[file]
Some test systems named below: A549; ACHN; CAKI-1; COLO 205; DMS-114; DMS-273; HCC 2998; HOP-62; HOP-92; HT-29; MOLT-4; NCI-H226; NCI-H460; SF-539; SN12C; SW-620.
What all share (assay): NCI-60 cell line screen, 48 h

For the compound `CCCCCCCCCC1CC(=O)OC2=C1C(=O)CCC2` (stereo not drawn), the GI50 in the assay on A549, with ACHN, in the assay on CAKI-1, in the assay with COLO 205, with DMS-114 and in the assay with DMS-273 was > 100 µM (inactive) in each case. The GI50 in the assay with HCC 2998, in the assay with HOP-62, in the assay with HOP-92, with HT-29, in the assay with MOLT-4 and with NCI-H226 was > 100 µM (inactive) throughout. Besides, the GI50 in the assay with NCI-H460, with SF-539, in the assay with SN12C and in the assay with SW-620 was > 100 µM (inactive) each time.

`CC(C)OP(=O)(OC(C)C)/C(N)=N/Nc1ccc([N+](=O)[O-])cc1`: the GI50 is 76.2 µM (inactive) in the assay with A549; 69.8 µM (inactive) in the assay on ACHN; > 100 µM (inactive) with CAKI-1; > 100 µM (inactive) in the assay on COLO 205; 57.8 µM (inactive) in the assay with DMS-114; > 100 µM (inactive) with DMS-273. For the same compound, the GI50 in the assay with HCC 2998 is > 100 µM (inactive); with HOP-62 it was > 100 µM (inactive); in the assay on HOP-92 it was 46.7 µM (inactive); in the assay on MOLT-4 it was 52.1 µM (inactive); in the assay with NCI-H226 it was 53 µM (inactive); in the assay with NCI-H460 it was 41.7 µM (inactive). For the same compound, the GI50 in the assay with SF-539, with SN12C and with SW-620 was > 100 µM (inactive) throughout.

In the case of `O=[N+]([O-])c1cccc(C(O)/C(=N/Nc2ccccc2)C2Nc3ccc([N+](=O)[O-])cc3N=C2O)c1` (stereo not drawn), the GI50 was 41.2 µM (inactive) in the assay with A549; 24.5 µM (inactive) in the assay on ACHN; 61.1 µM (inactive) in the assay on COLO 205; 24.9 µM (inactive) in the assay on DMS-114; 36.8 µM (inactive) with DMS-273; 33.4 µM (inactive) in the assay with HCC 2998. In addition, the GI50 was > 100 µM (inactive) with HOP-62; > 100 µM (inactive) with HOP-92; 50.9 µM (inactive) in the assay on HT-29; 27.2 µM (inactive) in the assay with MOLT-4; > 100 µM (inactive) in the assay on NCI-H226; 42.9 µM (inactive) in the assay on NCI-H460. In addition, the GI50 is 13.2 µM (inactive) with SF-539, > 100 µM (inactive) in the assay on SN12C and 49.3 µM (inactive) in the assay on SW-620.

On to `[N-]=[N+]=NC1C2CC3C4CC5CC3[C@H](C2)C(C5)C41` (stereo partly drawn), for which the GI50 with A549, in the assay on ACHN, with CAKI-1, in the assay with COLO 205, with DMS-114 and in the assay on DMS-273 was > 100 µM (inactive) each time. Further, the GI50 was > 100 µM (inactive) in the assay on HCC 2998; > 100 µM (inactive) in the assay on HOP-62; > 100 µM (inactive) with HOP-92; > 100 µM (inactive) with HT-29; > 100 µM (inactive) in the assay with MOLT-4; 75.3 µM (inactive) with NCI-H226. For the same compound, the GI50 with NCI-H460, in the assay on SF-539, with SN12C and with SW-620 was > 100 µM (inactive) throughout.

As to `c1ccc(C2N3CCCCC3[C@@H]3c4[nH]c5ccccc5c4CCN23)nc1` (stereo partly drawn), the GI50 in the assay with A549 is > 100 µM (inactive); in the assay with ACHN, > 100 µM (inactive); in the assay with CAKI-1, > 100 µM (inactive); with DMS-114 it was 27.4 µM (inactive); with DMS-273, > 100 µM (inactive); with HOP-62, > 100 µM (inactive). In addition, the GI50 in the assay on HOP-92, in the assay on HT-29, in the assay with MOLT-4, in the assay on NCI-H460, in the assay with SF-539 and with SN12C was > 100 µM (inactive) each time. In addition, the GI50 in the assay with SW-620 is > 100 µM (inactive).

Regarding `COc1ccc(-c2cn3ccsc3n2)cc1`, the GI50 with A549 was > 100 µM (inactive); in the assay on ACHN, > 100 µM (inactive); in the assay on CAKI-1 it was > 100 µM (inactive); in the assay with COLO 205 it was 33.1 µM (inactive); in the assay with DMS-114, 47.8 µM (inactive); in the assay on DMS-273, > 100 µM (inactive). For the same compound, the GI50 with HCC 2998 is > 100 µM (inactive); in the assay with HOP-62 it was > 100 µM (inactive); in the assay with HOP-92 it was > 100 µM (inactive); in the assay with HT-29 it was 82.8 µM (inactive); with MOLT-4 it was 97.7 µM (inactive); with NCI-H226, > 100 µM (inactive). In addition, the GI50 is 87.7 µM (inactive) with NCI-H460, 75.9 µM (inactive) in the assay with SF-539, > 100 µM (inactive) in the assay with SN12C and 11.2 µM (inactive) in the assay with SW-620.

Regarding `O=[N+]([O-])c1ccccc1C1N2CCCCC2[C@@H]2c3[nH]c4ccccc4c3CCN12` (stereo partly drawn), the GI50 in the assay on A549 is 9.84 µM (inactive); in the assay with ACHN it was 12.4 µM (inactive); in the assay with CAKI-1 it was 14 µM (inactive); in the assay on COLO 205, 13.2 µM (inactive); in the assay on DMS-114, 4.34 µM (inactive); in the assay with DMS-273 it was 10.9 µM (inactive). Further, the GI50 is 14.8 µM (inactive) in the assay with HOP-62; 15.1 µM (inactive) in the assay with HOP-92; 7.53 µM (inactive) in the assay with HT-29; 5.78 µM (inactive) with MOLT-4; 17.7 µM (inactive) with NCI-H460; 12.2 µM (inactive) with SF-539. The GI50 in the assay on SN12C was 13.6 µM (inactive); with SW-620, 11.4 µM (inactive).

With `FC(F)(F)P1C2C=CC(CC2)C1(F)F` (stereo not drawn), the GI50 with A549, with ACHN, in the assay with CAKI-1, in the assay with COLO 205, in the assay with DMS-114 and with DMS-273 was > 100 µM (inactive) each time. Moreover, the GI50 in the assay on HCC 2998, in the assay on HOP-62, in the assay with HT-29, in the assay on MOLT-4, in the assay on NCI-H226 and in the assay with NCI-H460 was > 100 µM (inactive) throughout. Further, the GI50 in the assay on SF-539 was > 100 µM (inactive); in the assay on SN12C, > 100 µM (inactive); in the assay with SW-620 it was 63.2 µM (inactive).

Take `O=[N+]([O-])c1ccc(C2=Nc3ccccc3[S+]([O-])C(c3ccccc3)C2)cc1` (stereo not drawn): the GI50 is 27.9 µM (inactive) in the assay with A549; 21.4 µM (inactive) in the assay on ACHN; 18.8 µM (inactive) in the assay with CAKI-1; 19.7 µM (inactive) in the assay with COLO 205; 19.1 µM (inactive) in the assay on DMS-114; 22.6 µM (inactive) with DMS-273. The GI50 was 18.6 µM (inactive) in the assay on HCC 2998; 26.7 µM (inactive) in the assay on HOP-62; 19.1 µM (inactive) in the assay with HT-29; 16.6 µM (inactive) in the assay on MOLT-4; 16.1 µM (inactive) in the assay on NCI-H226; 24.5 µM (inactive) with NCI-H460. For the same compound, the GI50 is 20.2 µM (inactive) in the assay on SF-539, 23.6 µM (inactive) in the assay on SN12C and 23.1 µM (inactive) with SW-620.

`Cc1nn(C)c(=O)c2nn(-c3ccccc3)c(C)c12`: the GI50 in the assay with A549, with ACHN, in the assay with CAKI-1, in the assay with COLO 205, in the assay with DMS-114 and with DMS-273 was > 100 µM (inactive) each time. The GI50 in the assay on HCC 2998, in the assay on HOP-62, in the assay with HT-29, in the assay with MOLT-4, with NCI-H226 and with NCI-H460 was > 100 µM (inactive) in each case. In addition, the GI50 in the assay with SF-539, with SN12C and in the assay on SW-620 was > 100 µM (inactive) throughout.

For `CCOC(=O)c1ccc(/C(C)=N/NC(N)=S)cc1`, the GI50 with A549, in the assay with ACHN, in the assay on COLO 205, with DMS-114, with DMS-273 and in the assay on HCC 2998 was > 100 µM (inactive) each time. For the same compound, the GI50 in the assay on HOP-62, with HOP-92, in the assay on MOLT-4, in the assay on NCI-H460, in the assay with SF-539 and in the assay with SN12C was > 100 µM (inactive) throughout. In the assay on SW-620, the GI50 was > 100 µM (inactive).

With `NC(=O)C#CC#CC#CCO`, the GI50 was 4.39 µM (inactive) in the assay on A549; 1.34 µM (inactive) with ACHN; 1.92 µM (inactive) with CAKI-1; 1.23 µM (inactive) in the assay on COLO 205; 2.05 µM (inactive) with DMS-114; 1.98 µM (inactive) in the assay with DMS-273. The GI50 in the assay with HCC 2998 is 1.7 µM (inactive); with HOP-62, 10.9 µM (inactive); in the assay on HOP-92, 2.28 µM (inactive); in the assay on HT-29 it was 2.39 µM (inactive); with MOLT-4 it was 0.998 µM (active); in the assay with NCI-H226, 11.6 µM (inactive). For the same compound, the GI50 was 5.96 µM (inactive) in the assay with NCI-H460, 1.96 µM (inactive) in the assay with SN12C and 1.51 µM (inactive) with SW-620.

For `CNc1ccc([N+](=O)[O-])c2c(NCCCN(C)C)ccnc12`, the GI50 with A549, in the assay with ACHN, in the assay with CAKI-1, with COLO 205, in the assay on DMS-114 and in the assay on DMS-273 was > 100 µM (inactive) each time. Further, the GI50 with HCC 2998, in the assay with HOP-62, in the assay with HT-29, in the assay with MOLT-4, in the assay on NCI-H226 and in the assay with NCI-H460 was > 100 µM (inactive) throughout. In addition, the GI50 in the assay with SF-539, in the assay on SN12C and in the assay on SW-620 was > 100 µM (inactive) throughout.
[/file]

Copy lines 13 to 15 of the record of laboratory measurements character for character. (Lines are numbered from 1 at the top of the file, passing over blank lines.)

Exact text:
For `CCOC(=O)c1ccc(/C(C)=N/NC(N)=S)cc1`, the GI50 with A549, in the assay with ACHN, in the assay on COLO 205, with DMS-114, with DMS-273 and in the assay on HCC 2998 was > 100 µM (inactive) each time. For the same compound, the GI50 in the assay on HOP-62, with HOP-92, in the assay on MOLT-4, in the assay on NCI-H460, in the assay with SF-539 and in the assay with SN12C was > 100 µM (inactive) throughout. In the assay on SW-620, the GI50 was > 100 µM (inactive).

With `NC(=O)C#CC#CC#CCO`, the GI50 was 4.39 µM (inactive) in the assay on A549; 1.34 µM (inactive) with ACHN; 1.92 µM (inactive) with CAKI-1; 1.23 µM (inactive) in the assay on COLO 205; 2.05 µM (inactive) with DMS-114; 1.98 µM (inactive) in the assay with DMS-273. The GI50 in the assay with HCC 2998 is 1.7 µM (inactive); with HOP-62, 10.9 µM (inactive); in the assay on HOP-92, 2.28 µM (inactive); in the assay on HT-29 it was 2.39 µM (inactive); with MOLT-4 it was 0.998 µM (active); in the assay with NCI-H226, 11.6 µM (inactive). For the same compound, the GI50 was 5.96 µM (inactive) in the assay with NCI-H460, 1.96 µM (inactive) in the assay with SN12C and 1.51 µM (inactive) with SW-620.

For `CNc1ccc([N+](=O)[O-])c2c(NCCCN(C)C)ccnc12`, the GI50 with A549, in the assay with ACHN, in the assay with CAKI-1, with COLO 205, in the assay on DMS-114 and in the assay on DMS-273 was > 100 µM (inactive) each time. Further, the GI50 with HCC 2998, in the assay with HOP-62, in the assay with HT-29, in the assay with MOLT-4, in the assay on NCI-H226 and in the assay with NCI-H460 was > 100 µM (inactive) throughout. In addition, the GI50 in the assay with SF-539, in the assay on SN12C and in the assay on SW-620 was > 100 µM (inactive) throughout.